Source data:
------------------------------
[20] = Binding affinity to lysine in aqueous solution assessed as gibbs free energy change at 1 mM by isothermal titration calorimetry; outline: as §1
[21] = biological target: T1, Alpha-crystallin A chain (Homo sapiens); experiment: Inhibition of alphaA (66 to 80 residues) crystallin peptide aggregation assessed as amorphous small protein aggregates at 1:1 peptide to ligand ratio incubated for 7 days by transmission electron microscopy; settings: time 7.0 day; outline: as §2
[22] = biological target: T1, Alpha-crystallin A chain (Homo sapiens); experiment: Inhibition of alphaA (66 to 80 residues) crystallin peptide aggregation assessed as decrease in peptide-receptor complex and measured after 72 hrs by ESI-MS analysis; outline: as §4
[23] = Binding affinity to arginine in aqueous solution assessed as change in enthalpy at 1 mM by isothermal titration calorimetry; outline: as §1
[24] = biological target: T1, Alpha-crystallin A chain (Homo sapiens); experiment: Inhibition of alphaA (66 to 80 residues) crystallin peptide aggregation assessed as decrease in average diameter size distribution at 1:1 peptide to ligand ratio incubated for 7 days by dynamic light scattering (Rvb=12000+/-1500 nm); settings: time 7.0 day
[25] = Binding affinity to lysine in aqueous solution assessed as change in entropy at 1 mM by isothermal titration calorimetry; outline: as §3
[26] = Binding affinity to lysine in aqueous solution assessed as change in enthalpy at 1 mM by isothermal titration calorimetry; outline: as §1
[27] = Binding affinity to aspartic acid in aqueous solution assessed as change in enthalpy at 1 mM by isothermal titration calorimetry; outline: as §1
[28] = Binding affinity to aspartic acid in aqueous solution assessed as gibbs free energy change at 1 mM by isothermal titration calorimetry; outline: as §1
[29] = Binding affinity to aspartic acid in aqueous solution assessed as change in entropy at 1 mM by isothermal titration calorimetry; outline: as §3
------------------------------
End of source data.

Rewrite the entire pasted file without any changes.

[20] = Binding affinity to lysine in aqueous solution assessed as gibbs free energy change at 1 mM by isothermal titration calorimetry; outline: as §1
[21] = biological target: T1, Alpha-crystallin A chain (Homo sapiens); experiment: Inhibition of alphaA (66 to 80 residues) crystallin peptide aggregation assessed as amorphous small protein aggregates at 1:1 peptide to ligand ratio incubated for 7 days by transmission electron microscopy; settings: time 7.0 day; outline: as §2
[22] = biological target: T1, Alpha-crystallin A chain (Homo sapiens); experiment: Inhibition of alphaA (66 to 80 residues) crystallin peptide aggregation assessed as decrease in peptide-receptor complex and measured after 72 hrs by ESI-MS analysis; outline: as §4
[23] = Binding affinity to arginine in aqueous solution assessed as change in enthalpy at 1 mM by isothermal titration calorimetry; outline: as §1
[24] = biological target: T1, Alpha-crystallin A chain (Homo sapiens); experiment: Inhibition of alphaA (66 to 80 residues) crystallin peptide aggregation assessed as decrease in average diameter size distribution at 1:1 peptide to ligand ratio incubated for 7 days by dynamic light scattering (Rvb=12000+/-1500 nm); settings: time 7.0 day
[25] = Binding affinity to lysine in aqueous solution assessed as change in entropy at 1 mM by isothermal titration calorimetry; outline: as §3
[26] = Binding affinity to lysine in aqueous solution assessed as change in enthalpy at 1 mM by isothermal titration calorimetry; outline: as §1
[27] = Binding affinity to aspartic acid in aqueous solution assessed as change in enthalpy at 1 mM by isothermal titration calorimetry; outline: as §1
[28] = Binding affinity to aspartic acid in aqueous solution assessed as gibbs free energy change at 1 mM by isothermal titration calorimetry; outline: as §1
[29] = Binding affinity to aspartic acid in aqueous solution assessed as change in entropy at 1 mM by isothermal titration calorimetry; outline: as §3